market leader Medtronic Inc. suspended shipments of its products in
January because of quality issues at its Redmond, Wash., plant.

In reality, the external defibrillator market has in fact been going great guns:

Cardiac Science Corp., of Bothell, Wash., said domestic sales of
AEDs shot up 83 percent in the second-quarter, compared with the same
quarter last year.

Over the past year, its stock rose 28 percent.

Medical Corp., of Chelmsford, Mass., said sales in its North American
pre-hospital market, which includes defibrillators for public places,
increased 43 percent in the third fiscal quarter. But its stock has
performed erratically — up sharply after Physio-Control announced it
was suspending product shipments, but losing steam in recent months.

A more likely reason to delay the sale is that Medtronic won't get a fair value for Physio-Control until they're off ship hold.

In related news, Welch Allyn announced a recall on their AED 20.

Pictured right is the LifePak AED.

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Verizon Announces Move from CDMA/EV-DO to GSM-based LTE


Since before I did health care wireless data at AT&T Wireless in the naughties, there were rumors that Verizon would eventually abandon CDMA for a wireless telephony standard that was compatible with their joint venture partner Vodaphone's GSM-based network in Europe. Well it's finally happening.

Currently AT&T and T-Mobile (along with Europe) are running a GSM-based network that includes GPRS, EDGE, and UMTS (which includes HSPDA). Confused yet? Each acronym in the preceding alphabet soup provides faster wireless data speeds, increasing from GPRS to HSPDA. Sprint and Verizon have used CDMA-based networks, with the fastest data service called EV-DO.

Partisans from the two GSM/CDMA camps argue vociferously as to which technology provides the best quality and speed. The performance difference between the two is close enough not to matter to us mere mortals.

Many of these different designations in network performance represent software updates or minor hardware upgrades. Some jumps to the next level of OTA (that's “over the air”) performance require a forklift upgrade – i.e., swapping out cell tower radio hardware for totally new equipment. Forklift upgrades are kept to a minimum, because each time a carrier has to replace all their cell tower hardware they have an opportunity to switch vendors.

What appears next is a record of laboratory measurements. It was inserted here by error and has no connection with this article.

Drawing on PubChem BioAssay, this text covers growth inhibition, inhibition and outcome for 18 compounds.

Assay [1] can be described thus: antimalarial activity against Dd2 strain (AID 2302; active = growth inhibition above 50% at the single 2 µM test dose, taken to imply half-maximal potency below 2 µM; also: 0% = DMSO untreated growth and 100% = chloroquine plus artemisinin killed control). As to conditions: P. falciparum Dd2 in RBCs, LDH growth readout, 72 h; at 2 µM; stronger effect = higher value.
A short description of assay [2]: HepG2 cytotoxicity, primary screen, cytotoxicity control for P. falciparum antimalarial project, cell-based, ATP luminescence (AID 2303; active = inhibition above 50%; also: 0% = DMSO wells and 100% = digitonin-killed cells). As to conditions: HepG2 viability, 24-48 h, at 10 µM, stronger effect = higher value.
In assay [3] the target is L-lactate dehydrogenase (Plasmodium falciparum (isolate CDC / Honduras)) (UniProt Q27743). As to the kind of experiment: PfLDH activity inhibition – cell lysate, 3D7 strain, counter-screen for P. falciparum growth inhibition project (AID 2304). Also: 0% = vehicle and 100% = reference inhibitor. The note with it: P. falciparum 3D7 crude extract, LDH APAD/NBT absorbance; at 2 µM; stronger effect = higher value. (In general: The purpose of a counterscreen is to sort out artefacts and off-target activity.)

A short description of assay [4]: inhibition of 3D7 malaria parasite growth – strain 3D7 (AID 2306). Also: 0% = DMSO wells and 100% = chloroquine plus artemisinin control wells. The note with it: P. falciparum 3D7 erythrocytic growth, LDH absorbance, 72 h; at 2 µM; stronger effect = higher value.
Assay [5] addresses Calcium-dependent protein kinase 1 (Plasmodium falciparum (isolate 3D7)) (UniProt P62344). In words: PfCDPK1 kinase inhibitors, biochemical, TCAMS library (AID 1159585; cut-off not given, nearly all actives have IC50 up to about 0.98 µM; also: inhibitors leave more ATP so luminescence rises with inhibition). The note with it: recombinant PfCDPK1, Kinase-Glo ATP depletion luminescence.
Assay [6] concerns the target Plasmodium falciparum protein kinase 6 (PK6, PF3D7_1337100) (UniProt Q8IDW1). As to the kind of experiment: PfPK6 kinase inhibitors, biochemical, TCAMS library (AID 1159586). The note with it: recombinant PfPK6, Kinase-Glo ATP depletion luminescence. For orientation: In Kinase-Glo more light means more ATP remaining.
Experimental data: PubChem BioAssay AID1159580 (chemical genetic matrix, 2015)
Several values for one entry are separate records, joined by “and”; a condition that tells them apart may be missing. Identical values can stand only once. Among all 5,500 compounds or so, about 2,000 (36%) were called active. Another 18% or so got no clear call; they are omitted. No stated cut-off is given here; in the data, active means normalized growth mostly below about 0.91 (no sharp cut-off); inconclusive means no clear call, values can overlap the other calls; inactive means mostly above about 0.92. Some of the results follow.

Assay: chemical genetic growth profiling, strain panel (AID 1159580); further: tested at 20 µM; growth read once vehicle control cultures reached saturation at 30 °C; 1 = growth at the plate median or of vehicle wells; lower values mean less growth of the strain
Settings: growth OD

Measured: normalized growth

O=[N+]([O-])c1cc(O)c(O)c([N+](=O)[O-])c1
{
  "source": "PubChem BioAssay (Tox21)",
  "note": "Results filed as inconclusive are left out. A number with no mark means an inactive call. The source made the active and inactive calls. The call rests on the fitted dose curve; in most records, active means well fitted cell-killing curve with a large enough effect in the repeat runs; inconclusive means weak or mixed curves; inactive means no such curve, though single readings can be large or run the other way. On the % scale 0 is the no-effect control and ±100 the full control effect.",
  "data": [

Vodaphone was recently making noises about pulling out of their half of the U.S. Verizon Wireless joint venture – which would have required Verizon to pony up billions to buy them out or risk being saddled by an unknown new partner. Instead, Verizon decided to placate Vodaphone and agree to merge technologies in the near term – 3 or 4 years. I'm not sure if this jump is coincident to a forklift upgrade after EV-DO, or increased pressure from Vodaphone – perhaps a reader can enlighten us.

The new technology is called LTE and will provide 100 mb/sec download speeds. With the adoption of this new standard, wireless carriers will be running pure TCP/IP networks over the wireless link for the first time.

What does this mean for health care? If you're planning to embed a cellular radio into a medical device, in the next 3 or 4 years you will probably want to use an LTE radio. In addition to supporting both European and U.S. market, the LTE radio will run on 3 carriers networks, increasing the chance your end user will find a carrier that provides decent coverage.

Don't worry about Qualcomm in all this. They hold patents a-plenty in the LTE sphere (which is based on W-CDMA). This will actually improve Qualcomm's value proposition. Before with the cellular market divided between Sprint/Verizon and Cingular/T-Mobile there just wasn't enough critical mass on the carrier side to drive adoption. Now with the two biggest carriers on the same technology base, Healthcare Unbound mobile phone based applications could really take off.

Although Verizon's announcement put a fly in the ointment of Qualcomm's MVNO project, LifeComm.